Coke claims that it has a contract with the agent of the Chinese national men's basketball team - Chinese Sports Management Company, which approves Coca-Cola to use the image of the Chinese team in "group images."
thesmokinggun.com has the lowdown on a defamation suit filed by DeAngelo Bailey, sanitation worker and aspiring rapper, against Eminem. Bailey claims that he was defamed by the Eminem song "Brain Damage," which identifies Bailey as a bully who repeatedly harassed and beat the young Marshall Mathers III in grade school. Turns out, Eminem's mom Debbie, who filed her own defamation suit against Eminem over his lyrics a few years back, filed a complaint in 1982 alleging that the local school board was failing to protect young Marshall from Bailey's daily beatings. [thesmokinggun.com has the school board case here]
The allegedly defamatory lyrics:
Way before my baby daughter Hailey
I was harassed daily by this fat kid named D'Angelo Bailey
An eighth grader who acted obnoxious, cause his father boxes
so everyday he'd shove me in the lockers
One day he came in the bathroom while I was pissin
And had me in the position to beat me into submission
He banged my head against the urinal til he broke my nose,
Soaked my clothes in blood, grabbed me and choked my throat
I tried to plead and tell him, "We shouldn't beef"
But he just wouldn't leave, he kept chokin me and I couldn't breathe
He looked at me and said, "You gonna die honkey!"
The principal walked in (What's going on in here?)
and started helpin him stomp me
I made them think they beat me to death
Holdin my breath for like five minutes before they finally left
Then I got up and ran to the janitor's storage booth
Kicked the door hinge loose and ripped out the four inch screws
Grabbed some sharp objects, brooms, and foreign tools
"This is for every time you took my orange juice,
or stole my seat in the lunchroom and drank my chocolate milk.
Every time you tipped my tray and it dropped and spilt.
I'm gettin you back bully! Now once and for good."
I cocked the broomstick back and swung hard as I could
and beat him over the head with it til I broke the wood
Knocked him down, stood on his chest with one foot..
According to the Associated Press the case is scheduled to go to trial this month. [additional coverage via Findlaw here]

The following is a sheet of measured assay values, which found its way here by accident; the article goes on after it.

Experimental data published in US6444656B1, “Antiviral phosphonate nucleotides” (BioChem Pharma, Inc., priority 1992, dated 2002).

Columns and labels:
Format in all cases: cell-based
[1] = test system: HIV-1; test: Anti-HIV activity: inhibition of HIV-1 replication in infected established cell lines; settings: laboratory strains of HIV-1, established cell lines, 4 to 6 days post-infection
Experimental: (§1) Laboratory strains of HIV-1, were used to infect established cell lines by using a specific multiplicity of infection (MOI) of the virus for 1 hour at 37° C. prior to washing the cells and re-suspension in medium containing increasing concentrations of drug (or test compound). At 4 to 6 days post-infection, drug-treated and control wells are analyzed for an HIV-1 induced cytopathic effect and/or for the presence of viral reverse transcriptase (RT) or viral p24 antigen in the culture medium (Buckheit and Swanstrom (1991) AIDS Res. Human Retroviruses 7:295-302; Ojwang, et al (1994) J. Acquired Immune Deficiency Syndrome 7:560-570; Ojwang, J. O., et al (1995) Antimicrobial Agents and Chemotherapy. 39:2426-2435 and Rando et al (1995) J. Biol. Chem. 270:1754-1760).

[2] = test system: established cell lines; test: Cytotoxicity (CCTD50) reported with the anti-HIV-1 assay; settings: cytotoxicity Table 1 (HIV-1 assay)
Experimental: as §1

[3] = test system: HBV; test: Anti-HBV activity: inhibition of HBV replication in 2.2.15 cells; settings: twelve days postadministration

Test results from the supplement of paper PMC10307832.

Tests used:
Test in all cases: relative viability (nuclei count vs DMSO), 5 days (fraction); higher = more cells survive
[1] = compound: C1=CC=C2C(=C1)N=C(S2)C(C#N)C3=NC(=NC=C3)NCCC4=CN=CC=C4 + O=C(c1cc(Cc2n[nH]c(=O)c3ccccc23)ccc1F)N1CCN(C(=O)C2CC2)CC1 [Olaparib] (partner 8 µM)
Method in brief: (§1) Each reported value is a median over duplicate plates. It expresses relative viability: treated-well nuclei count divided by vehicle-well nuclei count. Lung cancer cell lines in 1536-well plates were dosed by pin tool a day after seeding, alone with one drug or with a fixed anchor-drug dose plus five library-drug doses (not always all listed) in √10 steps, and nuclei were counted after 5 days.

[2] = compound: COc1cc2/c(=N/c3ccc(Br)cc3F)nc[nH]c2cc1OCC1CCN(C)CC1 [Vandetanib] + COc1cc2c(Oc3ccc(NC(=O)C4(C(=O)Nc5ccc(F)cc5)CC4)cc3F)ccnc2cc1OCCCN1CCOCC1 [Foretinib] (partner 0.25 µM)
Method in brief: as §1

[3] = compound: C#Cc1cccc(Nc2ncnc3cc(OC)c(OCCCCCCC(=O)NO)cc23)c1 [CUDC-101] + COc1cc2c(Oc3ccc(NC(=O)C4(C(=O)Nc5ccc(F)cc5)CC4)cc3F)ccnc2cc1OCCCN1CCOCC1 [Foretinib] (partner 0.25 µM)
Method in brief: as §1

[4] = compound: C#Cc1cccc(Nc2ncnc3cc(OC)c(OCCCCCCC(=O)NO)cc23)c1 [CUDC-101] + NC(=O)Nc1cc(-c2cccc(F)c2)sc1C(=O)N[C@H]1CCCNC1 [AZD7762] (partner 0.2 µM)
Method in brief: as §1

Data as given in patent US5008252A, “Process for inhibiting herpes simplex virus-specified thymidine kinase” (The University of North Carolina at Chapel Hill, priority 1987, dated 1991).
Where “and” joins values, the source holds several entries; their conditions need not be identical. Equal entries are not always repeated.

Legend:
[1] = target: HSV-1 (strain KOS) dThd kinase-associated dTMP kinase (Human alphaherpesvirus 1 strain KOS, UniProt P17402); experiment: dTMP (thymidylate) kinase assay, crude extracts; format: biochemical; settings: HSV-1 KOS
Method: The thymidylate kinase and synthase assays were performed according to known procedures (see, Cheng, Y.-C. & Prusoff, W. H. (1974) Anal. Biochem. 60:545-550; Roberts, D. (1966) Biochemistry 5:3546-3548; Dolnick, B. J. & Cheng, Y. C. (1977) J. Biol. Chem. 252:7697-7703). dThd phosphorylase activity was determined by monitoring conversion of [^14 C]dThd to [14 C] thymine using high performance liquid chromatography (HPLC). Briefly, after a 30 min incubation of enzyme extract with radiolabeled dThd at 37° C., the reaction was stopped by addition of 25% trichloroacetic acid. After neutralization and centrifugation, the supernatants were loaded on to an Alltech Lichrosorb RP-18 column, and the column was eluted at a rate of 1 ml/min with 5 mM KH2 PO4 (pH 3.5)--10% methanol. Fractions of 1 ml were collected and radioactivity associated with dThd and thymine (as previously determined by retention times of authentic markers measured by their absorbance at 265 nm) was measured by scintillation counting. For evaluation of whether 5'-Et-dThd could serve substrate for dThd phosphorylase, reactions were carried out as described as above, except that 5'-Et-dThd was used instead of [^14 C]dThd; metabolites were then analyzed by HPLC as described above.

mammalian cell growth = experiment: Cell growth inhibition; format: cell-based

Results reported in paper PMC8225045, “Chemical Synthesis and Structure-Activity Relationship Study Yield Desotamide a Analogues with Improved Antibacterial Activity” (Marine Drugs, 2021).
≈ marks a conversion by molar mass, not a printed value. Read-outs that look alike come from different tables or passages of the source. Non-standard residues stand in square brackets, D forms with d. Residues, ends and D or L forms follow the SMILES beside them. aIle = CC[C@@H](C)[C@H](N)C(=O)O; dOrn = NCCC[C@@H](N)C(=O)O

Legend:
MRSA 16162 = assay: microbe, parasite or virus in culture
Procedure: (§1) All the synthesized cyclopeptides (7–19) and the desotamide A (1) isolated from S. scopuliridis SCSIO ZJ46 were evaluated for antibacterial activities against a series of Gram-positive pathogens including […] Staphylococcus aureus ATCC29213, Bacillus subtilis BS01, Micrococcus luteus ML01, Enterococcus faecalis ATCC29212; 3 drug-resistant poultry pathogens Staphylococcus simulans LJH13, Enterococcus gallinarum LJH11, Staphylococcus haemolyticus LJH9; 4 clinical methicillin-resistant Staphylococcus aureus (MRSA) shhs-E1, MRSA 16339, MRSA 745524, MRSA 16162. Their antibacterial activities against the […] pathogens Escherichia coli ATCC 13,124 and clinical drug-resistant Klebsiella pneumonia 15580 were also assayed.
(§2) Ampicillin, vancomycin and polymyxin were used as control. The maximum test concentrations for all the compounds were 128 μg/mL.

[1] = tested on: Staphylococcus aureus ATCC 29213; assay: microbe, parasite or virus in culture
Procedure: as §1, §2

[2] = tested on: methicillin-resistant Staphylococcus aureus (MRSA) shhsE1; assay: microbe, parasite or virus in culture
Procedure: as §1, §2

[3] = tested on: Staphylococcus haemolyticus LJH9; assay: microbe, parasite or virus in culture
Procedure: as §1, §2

A London school complained yesterday that a photographer goaded a student into making "rabbit ears" behind the head of education secretary Charles Clarke during a photo op. The boys, who were selected to meet Mr. Clarke because they were among the best behaved pupils in the school, will apparently not be punished. [story and photo here]
In Suzuki Motor Corp. v. Consumers Union, U.S. Court of Appeals for the Ninth Circuit Judge Alex Kozinski, just as he did in White v. Samsung, warns, forcefully and eloquently, of the potential erosion of First Amendment protections. Unfortunately, in both cases Judge Kozinski was writing in dissent.
The case involves Suzuki's claim that it was libeled by a Consumers Union's 1988 report that concluded that the Suzuki Samurai "rolls over too easily" and rated it "not acceptable." While the case was dismissed on a motion for summary judgment in 2000, a divided Ninth Circuit panel sent the case back for trial last year. Judge Kozinski's dissent, which eleven other Ninth Circuit judges joined, was published as part of the full Ninth Circuit's refusal to rehear the case en banc.
Judge Kozinski's dissent includes an interesting discussion of the doctrine of Independent Appellate Review, a dead-on analysis of Suzuki's libel claims and a warning about what the case may mean for the future:
If C.U. can be forced to go to trial after a thorough and candid disclosure of its methods, this is the death of consumer ratings: it will be impossible to issue a meaningful consumer review that a band of determined lawyers can't pick apart in front of a jury. The ultimate losers will be American consumers denied access to independent information about the safety and usefulness of products they buy with their hard-earned dollars.
How Appealing notes that The National Law Journal has reported that the North Dakota Supreme Court has upheld a $3 million verdict on behalf of a University of North Dakota professor who claimed that a former student defamed him in, among other things, postings to her web site. Wagner v. Mishkin, 2003 ND 69. While the Law Journal's report notes that "a key issue in the North Dakota case, and many cases involving Internet jurisdiction, is whether courts can stretch the long arm of the law to nonresident defendants whose alleged crimes are committed on the Internet," I'm not so sure that the result in this case does anything to expand the potential for Internet posters being haled into Court in foreign locales. Indeed, the North Dakota Supreme Court itself notes that "This Court has not previously had occasion to consider an Internet jurisdiction case. The present case, lacking a complete transcript of the district court proceedings, does not provide us with a sufficient record to undertake such an analysis," and states further: